I am planning on applying for a Tier 4 visa to do a Master's degree in medicine in the UK.

  1. Will two previous UK visit visa refusals have a negative affect on my application?

  2. My husband is a resident in the UK; he has his own flat and I'll be living there with him throughout my studies. Could this affect my chances of getting the student visa in any way?

I am indeed a genuine student and this research opportunity will have a tremendous impact on my professional portfolio.

1 Answer 1


Your nationality and country of residence should not impact on your University application. It will however impact on your Master's degree fees. Once you are accepted for admission to university and you have received the confirmation of acceptance for studies (CAS), you can then apply for the Tier 4 visa. You can find all the most updated information you might need here: https://www.gov.uk/government/uploads/system/uploads/attachment_data/file/623341/T4_Migrant_Guidance_29_June_2017.pdf

If the university is a genuine Tier 4 visa sponsor, you are coming to study and you can demonstrate you have enough money to pay the visa fees, your visa should be pretty straightforward. The previous denials should not count against you if you demonstrate you are a genuine student. Be sure to fill out your forms accurately and correctly, leaving no ambiguity. Importantly, you need to demonstrate that you have enough funds to cover yourself, and your course fees for at least one year of study. Be transparent and do not be ambiguous when it comes to the part on the application when you must declare if you have been denied a UK visit visa previously.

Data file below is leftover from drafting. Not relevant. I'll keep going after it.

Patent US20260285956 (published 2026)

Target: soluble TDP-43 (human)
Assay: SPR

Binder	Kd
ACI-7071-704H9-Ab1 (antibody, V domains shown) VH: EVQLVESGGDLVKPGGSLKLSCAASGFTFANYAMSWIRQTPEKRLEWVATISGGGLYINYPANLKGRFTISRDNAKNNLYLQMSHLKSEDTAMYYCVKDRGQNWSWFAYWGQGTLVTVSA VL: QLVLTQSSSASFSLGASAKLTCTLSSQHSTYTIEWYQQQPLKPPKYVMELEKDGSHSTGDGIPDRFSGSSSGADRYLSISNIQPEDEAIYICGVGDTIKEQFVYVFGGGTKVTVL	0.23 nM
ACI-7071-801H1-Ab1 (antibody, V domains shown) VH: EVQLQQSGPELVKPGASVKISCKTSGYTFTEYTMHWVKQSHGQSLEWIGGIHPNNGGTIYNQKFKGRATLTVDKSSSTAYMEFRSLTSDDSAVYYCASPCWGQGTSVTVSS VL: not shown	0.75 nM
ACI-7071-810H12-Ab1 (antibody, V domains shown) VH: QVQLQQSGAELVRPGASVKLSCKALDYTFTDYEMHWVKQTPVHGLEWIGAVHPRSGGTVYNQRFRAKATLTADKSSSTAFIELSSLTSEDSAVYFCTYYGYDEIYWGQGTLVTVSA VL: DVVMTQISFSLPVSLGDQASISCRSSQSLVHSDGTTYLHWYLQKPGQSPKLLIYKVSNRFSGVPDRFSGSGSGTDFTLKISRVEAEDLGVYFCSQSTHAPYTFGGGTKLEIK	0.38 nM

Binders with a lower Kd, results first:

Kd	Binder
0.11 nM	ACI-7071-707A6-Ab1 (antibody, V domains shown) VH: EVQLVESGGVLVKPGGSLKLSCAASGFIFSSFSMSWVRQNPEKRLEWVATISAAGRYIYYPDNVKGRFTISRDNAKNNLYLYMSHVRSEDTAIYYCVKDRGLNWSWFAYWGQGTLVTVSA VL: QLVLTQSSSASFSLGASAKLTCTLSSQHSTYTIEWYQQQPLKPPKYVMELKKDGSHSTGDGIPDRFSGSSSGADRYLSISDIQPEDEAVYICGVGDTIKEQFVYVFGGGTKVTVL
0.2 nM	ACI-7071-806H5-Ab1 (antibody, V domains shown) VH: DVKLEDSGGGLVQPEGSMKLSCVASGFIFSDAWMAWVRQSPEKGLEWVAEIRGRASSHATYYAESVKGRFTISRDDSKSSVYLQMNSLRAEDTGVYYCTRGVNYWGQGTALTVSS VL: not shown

Good luck!

  • Thank You. Is it possible that you can help me with the second part of my question? Many thanks!
    – S.E
    Oct 23, 2017 at 23:09
  • I am sorry, I am not sure how that might affect things. When applying for the visa, you will have the opportunity to mention his involvement if he will help to support you. I do think it may raise the question for them and they will wonder if you are pursuing this academic activity in an effort because you were unable to obtain another visa to the UK. But as long as you have the study acceptance and are committed to it, I don't think it should matter.
    – Natalie N
    Oct 25, 2017 at 1:18

Your Answer

By clicking “Post Your Answer”, you agree to our terms of service and acknowledge you have read our privacy policy.

Not the answer you're looking for? Browse other questions tagged or ask your own question.